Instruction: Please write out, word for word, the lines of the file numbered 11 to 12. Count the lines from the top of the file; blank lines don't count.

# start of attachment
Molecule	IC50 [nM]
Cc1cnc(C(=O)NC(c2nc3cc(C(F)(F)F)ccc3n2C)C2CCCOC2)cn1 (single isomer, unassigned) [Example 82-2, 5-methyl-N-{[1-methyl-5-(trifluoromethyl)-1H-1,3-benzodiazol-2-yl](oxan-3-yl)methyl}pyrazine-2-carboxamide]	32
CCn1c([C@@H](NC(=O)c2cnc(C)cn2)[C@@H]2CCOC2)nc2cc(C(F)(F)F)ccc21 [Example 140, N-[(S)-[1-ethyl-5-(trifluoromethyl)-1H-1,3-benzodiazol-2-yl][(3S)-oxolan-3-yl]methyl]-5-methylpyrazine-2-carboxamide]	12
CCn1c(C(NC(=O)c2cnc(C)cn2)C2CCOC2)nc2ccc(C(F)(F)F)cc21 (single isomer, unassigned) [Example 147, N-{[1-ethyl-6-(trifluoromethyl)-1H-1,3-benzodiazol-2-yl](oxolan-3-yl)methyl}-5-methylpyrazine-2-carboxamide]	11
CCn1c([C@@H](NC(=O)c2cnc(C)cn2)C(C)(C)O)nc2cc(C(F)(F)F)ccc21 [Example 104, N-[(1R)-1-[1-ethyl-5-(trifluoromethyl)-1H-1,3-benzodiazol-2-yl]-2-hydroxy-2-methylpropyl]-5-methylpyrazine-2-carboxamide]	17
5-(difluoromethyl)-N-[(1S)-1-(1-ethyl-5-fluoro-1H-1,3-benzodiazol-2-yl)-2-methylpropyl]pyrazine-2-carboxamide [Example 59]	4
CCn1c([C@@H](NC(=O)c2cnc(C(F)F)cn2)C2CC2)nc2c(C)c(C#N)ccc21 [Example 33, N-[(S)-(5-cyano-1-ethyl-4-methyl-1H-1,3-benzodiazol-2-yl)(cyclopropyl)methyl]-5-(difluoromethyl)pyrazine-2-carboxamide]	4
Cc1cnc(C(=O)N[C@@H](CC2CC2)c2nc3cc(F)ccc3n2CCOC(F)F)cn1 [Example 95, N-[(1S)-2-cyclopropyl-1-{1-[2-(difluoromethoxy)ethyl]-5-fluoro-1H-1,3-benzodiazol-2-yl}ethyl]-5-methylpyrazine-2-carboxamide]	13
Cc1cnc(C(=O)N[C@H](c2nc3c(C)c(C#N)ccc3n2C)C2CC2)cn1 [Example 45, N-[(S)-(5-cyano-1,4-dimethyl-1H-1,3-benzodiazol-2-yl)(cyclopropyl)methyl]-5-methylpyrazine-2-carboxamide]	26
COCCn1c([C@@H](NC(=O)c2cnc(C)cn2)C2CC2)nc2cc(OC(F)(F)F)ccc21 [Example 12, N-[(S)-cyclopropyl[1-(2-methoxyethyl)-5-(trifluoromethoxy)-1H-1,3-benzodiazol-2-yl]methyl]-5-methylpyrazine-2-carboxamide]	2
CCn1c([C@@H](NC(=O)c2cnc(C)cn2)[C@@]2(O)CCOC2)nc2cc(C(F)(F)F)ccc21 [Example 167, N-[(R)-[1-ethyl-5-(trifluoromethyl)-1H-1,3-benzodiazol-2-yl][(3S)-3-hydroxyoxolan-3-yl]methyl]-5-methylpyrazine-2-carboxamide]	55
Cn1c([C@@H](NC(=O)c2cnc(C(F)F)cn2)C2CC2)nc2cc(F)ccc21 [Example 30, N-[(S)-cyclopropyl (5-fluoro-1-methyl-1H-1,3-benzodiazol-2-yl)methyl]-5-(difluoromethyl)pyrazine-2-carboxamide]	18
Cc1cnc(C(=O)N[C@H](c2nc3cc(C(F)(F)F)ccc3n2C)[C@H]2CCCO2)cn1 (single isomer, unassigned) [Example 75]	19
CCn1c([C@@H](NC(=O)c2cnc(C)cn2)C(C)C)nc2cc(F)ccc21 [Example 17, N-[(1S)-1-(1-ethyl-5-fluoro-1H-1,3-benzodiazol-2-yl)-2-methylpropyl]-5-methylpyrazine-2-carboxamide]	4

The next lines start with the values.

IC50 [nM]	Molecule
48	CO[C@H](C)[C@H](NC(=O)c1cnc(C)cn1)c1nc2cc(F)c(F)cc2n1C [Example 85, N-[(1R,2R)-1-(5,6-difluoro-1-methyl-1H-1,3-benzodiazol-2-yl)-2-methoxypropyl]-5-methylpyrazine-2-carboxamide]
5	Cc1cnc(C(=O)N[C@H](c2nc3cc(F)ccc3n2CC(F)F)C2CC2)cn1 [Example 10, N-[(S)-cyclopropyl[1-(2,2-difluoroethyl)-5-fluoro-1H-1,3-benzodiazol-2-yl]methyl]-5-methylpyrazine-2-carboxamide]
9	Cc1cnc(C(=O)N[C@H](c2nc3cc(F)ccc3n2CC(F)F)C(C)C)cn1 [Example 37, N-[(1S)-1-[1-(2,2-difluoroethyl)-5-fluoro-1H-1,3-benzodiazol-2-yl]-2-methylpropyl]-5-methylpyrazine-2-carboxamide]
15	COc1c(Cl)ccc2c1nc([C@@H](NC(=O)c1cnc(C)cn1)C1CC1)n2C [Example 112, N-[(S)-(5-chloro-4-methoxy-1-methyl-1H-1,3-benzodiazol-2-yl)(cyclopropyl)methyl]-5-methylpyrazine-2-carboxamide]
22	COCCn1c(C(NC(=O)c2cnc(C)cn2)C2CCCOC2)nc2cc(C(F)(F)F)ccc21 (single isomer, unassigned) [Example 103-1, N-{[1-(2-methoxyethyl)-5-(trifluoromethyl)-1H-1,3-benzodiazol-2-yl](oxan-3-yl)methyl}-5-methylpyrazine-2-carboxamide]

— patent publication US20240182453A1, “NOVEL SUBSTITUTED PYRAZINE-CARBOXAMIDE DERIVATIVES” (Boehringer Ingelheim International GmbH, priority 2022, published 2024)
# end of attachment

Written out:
CCn1c([C@@H](NC(=O)c2cnc(C)cn2)[C@@]2(O)CCOC2)nc2cc(C(F)(F)F)ccc21 [Example 167, N-[(R)-[1-ethyl-5-(trifluoromethyl)-1H-1,3-benzodiazol-2-yl][(3S)-3-hydroxyoxolan-3-yl]methyl]-5-methylpyrazine-2-carboxamide]	55
Cn1c([C@@H](NC(=O)c2cnc(C(F)F)cn2)C2CC2)nc2cc(F)ccc21 [Example 30, N-[(S)-cyclopropyl (5-fluoro-1-methyl-1H-1,3-benzodiazol-2-yl)methyl]-5-(difluoromethyl)pyrazine-2-carboxamide]	18